The Family Meal by Ferran Adria--(easy, surprisingly): We love this cookbook by acclaimed Chef Ferran Adria--formerly of El Bulli, a restaurant lauded as the World's Best five different times. Even though Chef Adria is known for his avant-garde cooking style, this cookbook documents the "family" meals he serves to his employees before each shift. It is set up beautifully, with 31 three-course meals pre-planned for the home cook (one meal for each day of the month). The food is delicious, with sophisticated flavor, even though easy to prepare. It also has step-by-step pictures and scaling instructions for 2 servings up to 75 servings. It's a great resource if you find yourself asking "what do I want for dinner tonight?"
Fast Food My Way--(easy): This great cookbook by legendary French Chef Jacques Pepin provides you with quick and easy versions of classic, delicious favorites. Looking for a quick cassoulet? Try this cookbook. He may cut down on the time necessary to make a dish, but he never compromises on flavor. This cookbook works equally well for entertaining as it does for a weeknight family meal.
Mastering The Art of French Cooking--(medium): This legendary two-volume tome by Julia Child walks the average American cook through almost 800 recipes of classic French cuisine. As Julia Child said herself "anyone can cook in the French manner anywhere, with the right instruction." These volumes provide the instruction. With a little time, a little patience, and Julia's guidance, you'll be able to provide classic, delicious French dishes for family and friends.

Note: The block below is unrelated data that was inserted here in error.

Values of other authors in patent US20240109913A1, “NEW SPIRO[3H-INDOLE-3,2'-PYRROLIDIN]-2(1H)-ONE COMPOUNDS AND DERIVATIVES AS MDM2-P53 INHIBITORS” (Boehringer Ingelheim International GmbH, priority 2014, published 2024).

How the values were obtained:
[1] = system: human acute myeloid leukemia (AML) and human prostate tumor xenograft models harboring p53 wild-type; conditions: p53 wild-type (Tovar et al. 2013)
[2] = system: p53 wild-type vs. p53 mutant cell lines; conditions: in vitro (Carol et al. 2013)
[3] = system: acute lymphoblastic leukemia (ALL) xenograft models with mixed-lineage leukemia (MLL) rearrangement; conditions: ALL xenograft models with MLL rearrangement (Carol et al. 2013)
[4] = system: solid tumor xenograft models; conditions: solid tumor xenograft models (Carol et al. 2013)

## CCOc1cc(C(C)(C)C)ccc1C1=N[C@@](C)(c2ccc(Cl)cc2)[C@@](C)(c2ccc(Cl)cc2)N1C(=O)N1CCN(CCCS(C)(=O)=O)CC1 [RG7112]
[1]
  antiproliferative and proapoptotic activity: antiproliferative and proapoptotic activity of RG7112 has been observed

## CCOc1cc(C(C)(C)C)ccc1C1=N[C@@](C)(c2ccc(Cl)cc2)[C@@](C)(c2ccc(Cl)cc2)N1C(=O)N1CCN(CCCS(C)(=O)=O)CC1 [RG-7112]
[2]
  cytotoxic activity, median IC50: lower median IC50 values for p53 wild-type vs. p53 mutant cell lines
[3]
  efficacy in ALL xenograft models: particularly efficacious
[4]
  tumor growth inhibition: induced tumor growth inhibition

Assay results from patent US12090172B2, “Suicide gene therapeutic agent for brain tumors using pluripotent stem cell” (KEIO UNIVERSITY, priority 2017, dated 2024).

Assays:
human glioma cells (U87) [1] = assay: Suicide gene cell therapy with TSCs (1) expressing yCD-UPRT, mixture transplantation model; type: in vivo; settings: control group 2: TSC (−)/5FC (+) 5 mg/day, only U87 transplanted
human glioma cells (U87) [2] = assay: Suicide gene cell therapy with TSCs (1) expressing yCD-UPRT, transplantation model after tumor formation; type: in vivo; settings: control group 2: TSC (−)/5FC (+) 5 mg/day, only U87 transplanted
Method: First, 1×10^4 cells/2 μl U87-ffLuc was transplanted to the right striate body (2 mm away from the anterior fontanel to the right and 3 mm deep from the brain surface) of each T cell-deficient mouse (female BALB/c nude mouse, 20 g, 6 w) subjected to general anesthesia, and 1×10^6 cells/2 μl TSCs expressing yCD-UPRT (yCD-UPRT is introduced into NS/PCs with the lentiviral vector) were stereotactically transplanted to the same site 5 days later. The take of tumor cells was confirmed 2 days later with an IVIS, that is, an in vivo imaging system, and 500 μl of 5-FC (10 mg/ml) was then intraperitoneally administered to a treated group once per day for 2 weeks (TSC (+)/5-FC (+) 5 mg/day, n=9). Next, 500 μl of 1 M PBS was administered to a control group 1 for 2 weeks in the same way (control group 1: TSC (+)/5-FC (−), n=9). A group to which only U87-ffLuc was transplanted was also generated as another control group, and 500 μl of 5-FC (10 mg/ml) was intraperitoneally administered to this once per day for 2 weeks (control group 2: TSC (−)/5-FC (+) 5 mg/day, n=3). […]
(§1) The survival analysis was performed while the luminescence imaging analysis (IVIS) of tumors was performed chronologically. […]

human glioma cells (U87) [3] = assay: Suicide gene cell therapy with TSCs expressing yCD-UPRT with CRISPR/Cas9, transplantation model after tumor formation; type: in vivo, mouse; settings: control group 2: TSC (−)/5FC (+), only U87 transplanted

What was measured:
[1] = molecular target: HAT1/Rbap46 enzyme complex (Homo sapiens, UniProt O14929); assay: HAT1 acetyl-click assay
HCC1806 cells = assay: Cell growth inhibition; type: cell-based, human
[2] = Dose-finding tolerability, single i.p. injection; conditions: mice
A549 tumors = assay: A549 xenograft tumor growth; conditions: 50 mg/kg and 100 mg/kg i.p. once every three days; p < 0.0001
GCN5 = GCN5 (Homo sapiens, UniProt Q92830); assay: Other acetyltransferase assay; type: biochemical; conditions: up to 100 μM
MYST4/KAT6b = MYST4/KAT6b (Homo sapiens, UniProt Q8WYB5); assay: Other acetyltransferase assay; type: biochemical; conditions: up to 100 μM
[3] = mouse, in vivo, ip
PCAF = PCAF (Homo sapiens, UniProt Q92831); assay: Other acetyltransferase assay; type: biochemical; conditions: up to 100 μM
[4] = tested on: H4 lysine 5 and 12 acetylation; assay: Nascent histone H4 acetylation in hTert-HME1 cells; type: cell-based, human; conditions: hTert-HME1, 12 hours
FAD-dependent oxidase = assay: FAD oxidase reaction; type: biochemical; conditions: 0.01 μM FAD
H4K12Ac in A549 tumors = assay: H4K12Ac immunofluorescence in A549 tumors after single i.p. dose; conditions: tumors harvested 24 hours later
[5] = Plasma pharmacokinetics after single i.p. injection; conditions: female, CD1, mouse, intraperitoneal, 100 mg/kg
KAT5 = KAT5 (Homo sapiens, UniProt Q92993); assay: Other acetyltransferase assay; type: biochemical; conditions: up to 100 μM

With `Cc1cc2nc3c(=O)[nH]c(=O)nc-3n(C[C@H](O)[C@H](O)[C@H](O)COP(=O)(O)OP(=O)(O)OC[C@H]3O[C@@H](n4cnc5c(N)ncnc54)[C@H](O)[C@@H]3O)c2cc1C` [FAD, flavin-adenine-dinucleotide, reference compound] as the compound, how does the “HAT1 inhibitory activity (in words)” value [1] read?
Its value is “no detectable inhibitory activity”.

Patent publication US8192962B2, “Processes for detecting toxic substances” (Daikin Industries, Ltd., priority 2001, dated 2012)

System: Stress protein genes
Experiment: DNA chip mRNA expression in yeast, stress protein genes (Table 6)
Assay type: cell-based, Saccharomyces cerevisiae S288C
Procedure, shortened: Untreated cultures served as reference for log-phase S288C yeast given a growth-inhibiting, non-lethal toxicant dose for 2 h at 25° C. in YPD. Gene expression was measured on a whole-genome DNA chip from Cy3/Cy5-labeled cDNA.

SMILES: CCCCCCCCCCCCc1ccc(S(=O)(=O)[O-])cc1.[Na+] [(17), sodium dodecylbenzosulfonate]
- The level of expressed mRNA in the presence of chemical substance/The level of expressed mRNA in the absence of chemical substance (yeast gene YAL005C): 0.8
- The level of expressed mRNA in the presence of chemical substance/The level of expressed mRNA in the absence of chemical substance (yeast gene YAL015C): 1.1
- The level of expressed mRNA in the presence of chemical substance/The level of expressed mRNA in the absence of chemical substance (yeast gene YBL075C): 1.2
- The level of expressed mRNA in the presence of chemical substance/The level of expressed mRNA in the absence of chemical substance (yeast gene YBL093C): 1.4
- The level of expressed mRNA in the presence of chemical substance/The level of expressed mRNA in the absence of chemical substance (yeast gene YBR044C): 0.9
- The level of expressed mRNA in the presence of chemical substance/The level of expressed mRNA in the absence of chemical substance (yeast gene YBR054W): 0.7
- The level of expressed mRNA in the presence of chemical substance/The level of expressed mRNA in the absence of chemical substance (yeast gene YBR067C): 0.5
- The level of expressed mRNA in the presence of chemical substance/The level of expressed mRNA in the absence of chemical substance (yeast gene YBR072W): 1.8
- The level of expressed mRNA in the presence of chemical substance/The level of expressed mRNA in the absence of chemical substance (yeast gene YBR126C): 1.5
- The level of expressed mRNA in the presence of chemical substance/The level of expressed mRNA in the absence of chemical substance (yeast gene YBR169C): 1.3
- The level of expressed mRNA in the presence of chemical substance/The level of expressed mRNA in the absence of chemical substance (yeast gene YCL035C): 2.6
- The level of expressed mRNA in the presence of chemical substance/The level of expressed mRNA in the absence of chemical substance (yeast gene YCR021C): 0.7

Ad Hoc at Home--(easy): For those of you who want to try your hand at cuisine created by Chef Thomas Keller, but are a little intimidated to try to make something from The French Laundry Cookbook, Ad Hoc at Home is for you. Inspired by the menu at Chef Keller's casual restaurant Ad Hoc, this cookbook provides lessons in kitchen basics, and recipes for delicious burgers, roasted chicken, biscuits, and cherry pie, among others. It provides simple, flavorful food that is short on pretension, and long on flavor. A great cookbook for weeknight meals and hot summer days.